Zendesk Apps Framework

Zendesk Apps Framework is a JavaScript library, you include it in your page and so long as you're code is running within the Zendesk environment you can grab data about the current context e.g. the currentUser and ticket.

Zendesk Apps Framework is the JavaScript API used to build apps and communicate with the Zendesk Support UI

They have two versions of this, v1 and v2, v1 is EOL:

Beginning August 1st, 2017, Zendesk will no longer accept Marketplace submissions for new apps created using the v1 version of the Zendesk Apps framework

And as of next year you'll need to upgrade if you want to update your v1 app:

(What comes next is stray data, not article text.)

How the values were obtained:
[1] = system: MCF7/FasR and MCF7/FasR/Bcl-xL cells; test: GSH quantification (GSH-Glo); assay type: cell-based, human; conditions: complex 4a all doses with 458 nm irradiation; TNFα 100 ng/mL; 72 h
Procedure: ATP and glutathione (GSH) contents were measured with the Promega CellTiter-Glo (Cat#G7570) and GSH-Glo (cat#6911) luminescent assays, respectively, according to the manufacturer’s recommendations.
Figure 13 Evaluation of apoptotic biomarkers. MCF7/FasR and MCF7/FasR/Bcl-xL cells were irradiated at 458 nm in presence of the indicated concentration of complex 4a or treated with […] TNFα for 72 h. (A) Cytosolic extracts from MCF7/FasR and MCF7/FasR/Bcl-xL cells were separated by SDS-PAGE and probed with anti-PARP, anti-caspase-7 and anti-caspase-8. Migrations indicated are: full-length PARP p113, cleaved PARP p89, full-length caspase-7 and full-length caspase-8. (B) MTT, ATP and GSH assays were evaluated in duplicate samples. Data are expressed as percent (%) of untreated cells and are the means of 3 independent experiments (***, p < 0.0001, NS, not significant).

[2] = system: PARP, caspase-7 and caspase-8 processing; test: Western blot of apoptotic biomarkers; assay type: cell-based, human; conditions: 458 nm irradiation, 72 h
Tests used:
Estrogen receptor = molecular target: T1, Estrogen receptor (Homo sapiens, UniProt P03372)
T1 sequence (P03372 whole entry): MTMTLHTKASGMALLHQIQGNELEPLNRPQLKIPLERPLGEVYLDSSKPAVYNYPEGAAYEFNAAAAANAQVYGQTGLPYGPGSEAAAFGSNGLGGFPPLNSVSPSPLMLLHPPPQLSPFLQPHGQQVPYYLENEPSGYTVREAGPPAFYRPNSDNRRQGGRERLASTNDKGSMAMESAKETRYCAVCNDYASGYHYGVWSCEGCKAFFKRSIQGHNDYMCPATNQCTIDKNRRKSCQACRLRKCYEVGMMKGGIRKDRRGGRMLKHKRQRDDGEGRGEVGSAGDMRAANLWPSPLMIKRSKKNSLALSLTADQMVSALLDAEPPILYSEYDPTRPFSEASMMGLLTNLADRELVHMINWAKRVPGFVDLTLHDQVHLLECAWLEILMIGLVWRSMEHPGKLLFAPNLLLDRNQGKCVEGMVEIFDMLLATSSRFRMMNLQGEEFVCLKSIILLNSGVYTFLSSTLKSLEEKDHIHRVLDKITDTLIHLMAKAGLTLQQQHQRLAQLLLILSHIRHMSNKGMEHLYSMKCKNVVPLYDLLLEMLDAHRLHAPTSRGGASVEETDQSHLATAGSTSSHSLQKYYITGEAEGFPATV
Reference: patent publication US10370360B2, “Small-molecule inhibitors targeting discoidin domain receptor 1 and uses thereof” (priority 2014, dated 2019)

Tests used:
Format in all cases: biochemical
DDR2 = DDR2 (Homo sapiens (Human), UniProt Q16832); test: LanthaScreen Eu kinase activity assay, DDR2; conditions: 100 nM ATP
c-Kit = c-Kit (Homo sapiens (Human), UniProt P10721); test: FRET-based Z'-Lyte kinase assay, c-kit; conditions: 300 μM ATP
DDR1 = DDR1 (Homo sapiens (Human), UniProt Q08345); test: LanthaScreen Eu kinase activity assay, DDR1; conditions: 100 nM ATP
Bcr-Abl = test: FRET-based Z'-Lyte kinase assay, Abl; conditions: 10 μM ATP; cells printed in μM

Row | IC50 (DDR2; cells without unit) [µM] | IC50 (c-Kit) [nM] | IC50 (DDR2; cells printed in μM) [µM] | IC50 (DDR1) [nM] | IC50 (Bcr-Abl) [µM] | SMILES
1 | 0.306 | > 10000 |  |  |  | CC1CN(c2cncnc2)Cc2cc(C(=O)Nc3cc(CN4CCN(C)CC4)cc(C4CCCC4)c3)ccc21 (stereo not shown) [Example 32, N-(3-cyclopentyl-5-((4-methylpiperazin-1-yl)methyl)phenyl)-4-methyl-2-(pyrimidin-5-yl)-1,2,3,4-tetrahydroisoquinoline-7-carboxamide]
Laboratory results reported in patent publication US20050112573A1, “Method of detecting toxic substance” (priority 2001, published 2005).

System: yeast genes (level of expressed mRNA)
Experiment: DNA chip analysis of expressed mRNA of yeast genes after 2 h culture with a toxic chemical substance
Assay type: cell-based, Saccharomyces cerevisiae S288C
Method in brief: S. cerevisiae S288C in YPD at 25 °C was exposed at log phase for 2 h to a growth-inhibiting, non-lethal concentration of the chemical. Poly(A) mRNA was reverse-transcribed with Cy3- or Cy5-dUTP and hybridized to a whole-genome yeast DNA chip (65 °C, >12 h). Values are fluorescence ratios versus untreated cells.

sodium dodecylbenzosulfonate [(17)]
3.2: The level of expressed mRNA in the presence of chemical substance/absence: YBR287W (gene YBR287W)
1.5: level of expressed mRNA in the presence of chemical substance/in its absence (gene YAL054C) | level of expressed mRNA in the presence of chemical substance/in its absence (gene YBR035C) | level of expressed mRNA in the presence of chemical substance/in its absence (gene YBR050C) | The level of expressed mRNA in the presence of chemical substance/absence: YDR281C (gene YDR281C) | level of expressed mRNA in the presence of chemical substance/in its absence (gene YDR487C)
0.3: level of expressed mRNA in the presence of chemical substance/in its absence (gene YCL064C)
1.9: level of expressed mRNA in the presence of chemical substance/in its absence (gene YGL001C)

On March 1st, 2018, no further v1 updates will be accepted to apps in the public Marketplace

In short, you want v2, and can ignore anything you read about v1.

New in v2: Iframes

The main change in v2 is that apps always run in an iframe now.

If you're replicating functionality from a v1 app, just be aware that some things v1 can do might not be possible in v2.

An example of this is that v1 sidebar apps didn't need to do any resizing, because they're part of the page flow - currently sidebar apps in v2 must either live with the default size or resize with JavaScript on load - which looks kind of janky.

I am hoping Zendesk adds a way to define dimensions in the manifest at some point 🤞️

Secure requests

Zendesk provides a proxy service for your AJAX requests so that you can AJAX things outside of the *.zendesk.com domain without dealing with CORS or the likes of JSONP.